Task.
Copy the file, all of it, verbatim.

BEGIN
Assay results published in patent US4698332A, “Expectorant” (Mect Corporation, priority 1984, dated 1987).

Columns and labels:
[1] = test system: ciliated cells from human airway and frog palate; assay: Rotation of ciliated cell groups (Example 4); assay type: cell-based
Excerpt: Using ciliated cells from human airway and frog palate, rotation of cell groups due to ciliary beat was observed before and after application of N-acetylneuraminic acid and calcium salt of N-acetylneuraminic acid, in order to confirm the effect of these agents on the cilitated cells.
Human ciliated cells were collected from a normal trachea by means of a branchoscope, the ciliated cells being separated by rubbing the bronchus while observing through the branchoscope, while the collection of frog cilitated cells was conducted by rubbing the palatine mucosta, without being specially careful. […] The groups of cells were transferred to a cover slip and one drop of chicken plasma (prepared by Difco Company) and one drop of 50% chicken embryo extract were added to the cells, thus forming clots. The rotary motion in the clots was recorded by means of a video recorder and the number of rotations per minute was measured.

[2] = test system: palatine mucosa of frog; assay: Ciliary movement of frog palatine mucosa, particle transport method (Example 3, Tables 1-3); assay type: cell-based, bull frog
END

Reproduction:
Assay results published in patent US4698332A, “Expectorant” (Mect Corporation, priority 1984, dated 1987).

Columns and labels:
[1] = test system: ciliated cells from human airway and frog palate; assay: Rotation of ciliated cell groups (Example 4); assay type: cell-based
Excerpt: Using ciliated cells from human airway and frog palate, rotation of cell groups due to ciliary beat was observed before and after application of N-acetylneuraminic acid and calcium salt of N-acetylneuraminic acid, in order to confirm the effect of these agents on the cilitated cells.
Human ciliated cells were collected from a normal trachea by means of a branchoscope, the ciliated cells being separated by rubbing the bronchus while observing through the branchoscope, while the collection of frog cilitated cells was conducted by rubbing the palatine mucosta, without being specially careful. […] The groups of cells were transferred to a cover slip and one drop of chicken plasma (prepared by Difco Company) and one drop of 50% chicken embryo extract were added to the cells, thus forming clots. The rotary motion in the clots was recorded by means of a video recorder and the number of rotations per minute was measured.

[2] = test system: palatine mucosa of frog; assay: Ciliary movement of frog palatine mucosa, particle transport method (Example 3, Tables 1-3); assay type: cell-based, bull frog